Several proteins are targeted via recognition of two distinct domains, probably by different E2s and E3s. Among them are p53, which is targeted under different conditions by Mdm2 (Honda et al., 1997) and E6‐AP (Scheffner et al., 1993). The yeast mating type transcriptional regulator MATα2 is also targeted by two signals, Deg1 and Deg2, and two E2 enzymes, Ubc6 and Ubc7 (Chen et al., 1993); however, the physiological significance and identity of the E3s involved in recognition of the two signals have remained obscure. The model protein lysozyme is targeted following recognition of its α‐NH2 lysine residue by the N‐end rule Ubc‐14 kDa and E3α, and of a downstream ‘body’ site by E2‐F1 (UbcH7) and an unidentified E3 (Gonen et al., 1996).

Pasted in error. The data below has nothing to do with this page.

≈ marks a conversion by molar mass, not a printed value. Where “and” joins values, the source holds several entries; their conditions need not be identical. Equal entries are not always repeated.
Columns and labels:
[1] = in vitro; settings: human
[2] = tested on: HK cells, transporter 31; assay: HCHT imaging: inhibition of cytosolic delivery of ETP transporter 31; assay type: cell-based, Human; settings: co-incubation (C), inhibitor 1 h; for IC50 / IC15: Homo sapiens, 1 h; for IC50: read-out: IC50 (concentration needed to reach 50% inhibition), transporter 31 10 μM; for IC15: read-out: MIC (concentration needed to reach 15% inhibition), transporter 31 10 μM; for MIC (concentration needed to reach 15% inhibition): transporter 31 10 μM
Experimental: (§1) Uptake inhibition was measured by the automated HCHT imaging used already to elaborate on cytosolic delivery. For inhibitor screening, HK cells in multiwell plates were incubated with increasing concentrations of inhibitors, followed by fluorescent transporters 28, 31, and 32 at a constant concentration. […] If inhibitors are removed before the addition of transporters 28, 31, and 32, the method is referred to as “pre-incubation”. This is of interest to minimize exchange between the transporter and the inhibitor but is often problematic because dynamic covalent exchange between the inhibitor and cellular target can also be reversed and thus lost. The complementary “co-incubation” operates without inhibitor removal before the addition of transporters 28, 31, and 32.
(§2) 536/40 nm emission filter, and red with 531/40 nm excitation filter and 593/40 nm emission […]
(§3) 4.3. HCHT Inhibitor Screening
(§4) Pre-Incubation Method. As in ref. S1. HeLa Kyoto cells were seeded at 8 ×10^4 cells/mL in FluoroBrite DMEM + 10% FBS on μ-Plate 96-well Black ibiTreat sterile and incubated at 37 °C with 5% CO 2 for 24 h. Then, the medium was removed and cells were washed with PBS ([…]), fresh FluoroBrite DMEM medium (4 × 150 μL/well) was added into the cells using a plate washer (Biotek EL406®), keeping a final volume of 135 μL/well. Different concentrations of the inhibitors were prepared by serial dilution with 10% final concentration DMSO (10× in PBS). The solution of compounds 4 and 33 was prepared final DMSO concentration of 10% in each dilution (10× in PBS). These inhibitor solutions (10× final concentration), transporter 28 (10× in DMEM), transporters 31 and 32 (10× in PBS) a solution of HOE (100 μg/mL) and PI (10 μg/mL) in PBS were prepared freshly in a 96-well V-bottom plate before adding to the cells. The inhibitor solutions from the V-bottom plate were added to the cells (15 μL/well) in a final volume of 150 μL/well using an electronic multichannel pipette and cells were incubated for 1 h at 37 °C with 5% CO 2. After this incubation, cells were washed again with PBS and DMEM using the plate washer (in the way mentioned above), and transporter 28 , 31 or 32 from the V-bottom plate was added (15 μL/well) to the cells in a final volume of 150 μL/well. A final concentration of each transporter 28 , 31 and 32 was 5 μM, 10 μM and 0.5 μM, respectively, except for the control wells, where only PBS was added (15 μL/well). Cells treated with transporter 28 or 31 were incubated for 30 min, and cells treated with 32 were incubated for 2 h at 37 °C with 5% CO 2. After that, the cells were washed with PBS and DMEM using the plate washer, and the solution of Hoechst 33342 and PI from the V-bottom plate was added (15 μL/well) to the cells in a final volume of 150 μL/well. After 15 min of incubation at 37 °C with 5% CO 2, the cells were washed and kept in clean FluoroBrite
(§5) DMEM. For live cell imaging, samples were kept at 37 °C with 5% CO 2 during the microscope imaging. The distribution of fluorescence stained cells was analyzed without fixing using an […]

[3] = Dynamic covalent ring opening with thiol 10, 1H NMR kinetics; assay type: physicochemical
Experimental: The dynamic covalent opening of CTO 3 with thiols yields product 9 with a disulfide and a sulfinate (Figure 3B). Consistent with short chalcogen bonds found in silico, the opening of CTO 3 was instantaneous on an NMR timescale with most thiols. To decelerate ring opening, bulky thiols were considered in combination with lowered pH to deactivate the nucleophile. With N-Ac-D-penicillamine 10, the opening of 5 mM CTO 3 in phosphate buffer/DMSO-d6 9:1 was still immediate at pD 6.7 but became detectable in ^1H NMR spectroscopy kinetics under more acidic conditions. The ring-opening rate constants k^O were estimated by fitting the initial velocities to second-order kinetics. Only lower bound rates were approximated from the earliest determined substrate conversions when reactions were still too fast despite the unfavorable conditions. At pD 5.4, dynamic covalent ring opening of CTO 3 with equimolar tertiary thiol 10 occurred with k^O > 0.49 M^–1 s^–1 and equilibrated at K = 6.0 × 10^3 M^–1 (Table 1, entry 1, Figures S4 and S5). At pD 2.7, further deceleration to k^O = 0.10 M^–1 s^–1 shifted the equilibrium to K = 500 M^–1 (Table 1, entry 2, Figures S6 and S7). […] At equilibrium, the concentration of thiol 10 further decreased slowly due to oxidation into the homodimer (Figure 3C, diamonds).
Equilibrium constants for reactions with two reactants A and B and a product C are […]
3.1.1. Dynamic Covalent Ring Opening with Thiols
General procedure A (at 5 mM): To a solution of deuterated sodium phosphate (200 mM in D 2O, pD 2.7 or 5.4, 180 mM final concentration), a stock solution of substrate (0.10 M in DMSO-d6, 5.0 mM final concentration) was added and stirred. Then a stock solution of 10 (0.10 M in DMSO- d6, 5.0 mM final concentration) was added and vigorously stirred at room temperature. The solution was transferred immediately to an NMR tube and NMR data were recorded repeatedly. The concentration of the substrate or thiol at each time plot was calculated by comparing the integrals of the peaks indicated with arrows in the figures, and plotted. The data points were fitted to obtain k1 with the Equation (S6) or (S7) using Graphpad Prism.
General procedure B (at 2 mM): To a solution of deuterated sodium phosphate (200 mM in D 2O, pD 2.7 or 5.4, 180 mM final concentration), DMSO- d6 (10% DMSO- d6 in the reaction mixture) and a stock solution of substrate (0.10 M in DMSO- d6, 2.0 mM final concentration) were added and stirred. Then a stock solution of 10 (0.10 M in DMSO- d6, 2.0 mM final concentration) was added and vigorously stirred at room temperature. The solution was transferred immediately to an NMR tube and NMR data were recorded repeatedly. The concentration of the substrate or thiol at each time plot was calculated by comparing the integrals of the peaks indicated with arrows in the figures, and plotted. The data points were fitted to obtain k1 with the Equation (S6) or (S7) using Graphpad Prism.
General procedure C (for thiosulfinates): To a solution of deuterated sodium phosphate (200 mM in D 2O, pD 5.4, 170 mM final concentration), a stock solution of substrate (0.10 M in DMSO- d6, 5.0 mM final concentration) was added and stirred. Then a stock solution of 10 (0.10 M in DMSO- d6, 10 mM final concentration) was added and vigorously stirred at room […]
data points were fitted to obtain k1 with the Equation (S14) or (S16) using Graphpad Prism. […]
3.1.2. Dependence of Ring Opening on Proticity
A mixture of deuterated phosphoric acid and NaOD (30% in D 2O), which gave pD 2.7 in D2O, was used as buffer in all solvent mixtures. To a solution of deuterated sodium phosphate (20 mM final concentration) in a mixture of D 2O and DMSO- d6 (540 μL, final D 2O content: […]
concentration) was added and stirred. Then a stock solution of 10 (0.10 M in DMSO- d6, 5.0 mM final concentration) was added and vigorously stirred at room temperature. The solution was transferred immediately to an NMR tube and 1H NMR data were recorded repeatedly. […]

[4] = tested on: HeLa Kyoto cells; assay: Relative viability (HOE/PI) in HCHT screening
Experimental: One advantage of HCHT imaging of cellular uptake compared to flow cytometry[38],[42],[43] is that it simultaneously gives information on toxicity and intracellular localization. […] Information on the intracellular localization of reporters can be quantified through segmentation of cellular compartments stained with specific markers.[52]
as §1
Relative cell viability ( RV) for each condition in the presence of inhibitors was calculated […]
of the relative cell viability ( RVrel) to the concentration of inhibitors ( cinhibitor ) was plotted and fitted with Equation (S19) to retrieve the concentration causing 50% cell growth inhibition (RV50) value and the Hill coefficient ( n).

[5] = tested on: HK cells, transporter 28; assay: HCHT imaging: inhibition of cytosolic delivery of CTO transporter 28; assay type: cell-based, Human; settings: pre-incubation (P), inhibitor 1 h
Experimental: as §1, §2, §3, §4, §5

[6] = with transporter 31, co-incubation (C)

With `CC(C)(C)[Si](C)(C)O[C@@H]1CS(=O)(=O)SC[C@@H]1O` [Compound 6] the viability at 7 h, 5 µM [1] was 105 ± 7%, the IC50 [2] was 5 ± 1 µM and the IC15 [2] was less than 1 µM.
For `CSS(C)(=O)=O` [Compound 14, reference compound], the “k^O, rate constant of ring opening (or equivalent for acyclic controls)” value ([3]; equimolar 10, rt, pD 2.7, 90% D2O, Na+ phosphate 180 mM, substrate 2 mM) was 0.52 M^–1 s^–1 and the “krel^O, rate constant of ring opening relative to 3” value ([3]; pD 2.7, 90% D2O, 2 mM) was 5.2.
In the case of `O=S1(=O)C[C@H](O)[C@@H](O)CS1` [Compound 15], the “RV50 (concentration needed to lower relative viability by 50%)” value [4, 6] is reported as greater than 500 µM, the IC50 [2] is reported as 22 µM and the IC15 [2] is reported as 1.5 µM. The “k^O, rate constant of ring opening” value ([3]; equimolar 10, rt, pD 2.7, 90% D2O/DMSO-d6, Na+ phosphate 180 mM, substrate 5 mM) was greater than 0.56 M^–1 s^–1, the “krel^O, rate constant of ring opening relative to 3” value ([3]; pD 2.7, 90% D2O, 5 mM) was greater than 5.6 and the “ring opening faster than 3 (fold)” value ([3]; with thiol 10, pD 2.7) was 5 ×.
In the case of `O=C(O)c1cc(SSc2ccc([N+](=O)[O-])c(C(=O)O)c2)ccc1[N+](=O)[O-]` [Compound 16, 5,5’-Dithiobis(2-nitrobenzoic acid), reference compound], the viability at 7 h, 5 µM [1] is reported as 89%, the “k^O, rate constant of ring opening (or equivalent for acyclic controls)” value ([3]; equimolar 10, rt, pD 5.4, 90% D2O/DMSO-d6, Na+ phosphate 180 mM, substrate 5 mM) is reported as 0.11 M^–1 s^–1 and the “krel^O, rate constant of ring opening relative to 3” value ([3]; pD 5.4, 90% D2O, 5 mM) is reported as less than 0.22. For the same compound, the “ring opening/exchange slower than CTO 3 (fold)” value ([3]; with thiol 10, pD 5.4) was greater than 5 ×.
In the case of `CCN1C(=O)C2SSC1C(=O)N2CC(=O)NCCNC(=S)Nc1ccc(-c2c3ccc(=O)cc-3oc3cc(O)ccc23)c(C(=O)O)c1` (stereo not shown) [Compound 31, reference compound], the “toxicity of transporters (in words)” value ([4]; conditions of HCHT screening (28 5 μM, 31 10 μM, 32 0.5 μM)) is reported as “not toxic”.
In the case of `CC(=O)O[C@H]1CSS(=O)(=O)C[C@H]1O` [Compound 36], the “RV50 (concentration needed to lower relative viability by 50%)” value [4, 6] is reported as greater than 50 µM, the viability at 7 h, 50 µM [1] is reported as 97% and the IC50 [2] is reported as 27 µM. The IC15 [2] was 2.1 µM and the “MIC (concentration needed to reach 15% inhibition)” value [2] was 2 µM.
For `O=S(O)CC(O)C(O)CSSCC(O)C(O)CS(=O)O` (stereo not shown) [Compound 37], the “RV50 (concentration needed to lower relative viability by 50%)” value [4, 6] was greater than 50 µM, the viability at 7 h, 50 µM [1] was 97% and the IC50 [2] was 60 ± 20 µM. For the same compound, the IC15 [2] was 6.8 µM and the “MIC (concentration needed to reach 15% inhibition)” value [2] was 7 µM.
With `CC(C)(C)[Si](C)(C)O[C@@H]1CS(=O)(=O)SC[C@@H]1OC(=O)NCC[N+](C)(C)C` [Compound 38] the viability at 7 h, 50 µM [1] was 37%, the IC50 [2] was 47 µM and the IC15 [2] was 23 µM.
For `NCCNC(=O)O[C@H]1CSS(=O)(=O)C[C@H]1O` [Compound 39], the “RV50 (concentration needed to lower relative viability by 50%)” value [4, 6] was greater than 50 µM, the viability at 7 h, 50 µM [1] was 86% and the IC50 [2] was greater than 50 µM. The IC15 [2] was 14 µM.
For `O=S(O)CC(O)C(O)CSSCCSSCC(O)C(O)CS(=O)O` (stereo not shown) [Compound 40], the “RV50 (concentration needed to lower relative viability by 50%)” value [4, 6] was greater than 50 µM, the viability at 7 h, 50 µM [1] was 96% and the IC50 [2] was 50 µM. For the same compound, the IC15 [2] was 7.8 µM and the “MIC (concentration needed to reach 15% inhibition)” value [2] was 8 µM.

Several mechanisms can explain the complex recognition of p105. One simple explanation is that the acidic domain is involved in basal processing, whereas the function of the C‐terminal domain is to enable accelerated, signal‐induced processing. Indeed, it has been shown that stimulation of cells leads to phosphorylation of serine and possibly threonine residues in the C‐terminal domain, with subsequent increased processing (Fujimoto et al., 1995; MacKichan et al., 1996). Basal processing can occur co‐translationally from a nascent polypeptide chain that does not contain the C‐terminal domain (Lin et al., 1998). However, even here, the minimally required chain that can undergo processing must include the acidic recognition domain (Lin et al., 1998; Orian et al., 1999). An alternative explanation involves the putative function of the seven ankyrin repeat domain of p105 that spans residues 544–803. It has been shown that different transcriptional regulators such as p50 (Liou et al., 1992), c‐rel, p65 (Rice et al., 1992) and Bcl‐3 (Hatada et al., 1992) bind specifically to this region. Under basal conditions, binding sequesters them in the cytosol. Their release and subsequent translocation to the nucleus will be possible only following destruction of the ankyrin repeat domain. It is possible that following synthesis of one or more ankyrin repeats and binding of the transcription factors, the acidic domain involved in basal processing is not accessible to the ligase. Therefore, a novel recognition domain must be synthesized, preferably at the C‐terminal region of the molecule. This domain will enable binding of ligase, ubiquitylation and partial (processing) or complete degradation of p105. This will release the active bound factors and, in the case of processing, will generate an additional molecule of p50 or p52. Synthesis of complete p105 that contains a signal‐induced phosphorylation domain for processing/degradation and that is resistant to co‐translational processing ensures sequestration of an inactive set of transcription factors that are ‘ready to go’ following stimulation. Indeed, Belich et al. (1999) and Heissmeyer et al. (1999) reported that phosphorylation at the C‐terminal domain of p105 by TPL‐2 and IκK, respectively, stimulates proteolysis of p105. It should be noted, however, that immunoprecipitated TPL‐2 does not phosphorylate p105 in vitro, suggesting that it may act as an upstream kinase, possibly for IκKβ, as is NIK in the case of IκBα. Heissmeyer et al. (1999) showed that the accelerated degradation leads to activation of the Bcl‐3·p50 transcriptional complex that follows release of sequestered p50. We have shown that, in addition, IκK phosphorylation leads to accelerated processing and increased formation of p50, thus amplifying the signal even further by generating a larger quantity of the active transcriptional factors. It should be noted that even in this case, a large part of p105 is completely degraded, as the generated p50 cannot account for all the lost p105 (see, for example, Figure 2A, lanes 4 and 6, or Figure 2B, lanes 1 and 3). While processing appears to be an intrinsic property of p105, complete degradation probably reflects the inefficiency of the GRR as a processing 'stop’ signal. It is of note that the C‐terminal recognition pathway also operates under basal conditions (Figure 4B). This is probably due to phosphorylation of p105 (Figure 4C) that may result, for example, from stress‐induced activation of the internal cellular signaling pathway that follows transfection. The malignantly transformed cells utilized may also have partially activated signaling pathways. A constitutively active kinase that is different from IκKβ or activation of IκKβ by a kinase that is different from IκKα (O'Mahony et al., 2000) may also be involved in basal phosphorylation. Li et al. (1994) have already shown that p105 is phosphorylated in unstimulated cells, and becomes hyperphosphorylated following stimulation. We demonstrated that a significant part of this modification occurs on the C‐terminal domain. It should be emphasized, however, that even on that background, signaling significantly increases processing, as reported by Fujimoto et al. (1995) and MacKichan et al. (1996). Our data showing that IκKβ increases processing (Figure 2) and that TrCP associates physically with phosphorylated p105 (Figure 7) strongly support the notion that signaling plays an important role in p105 processing/degradation that results in enhanced transcription.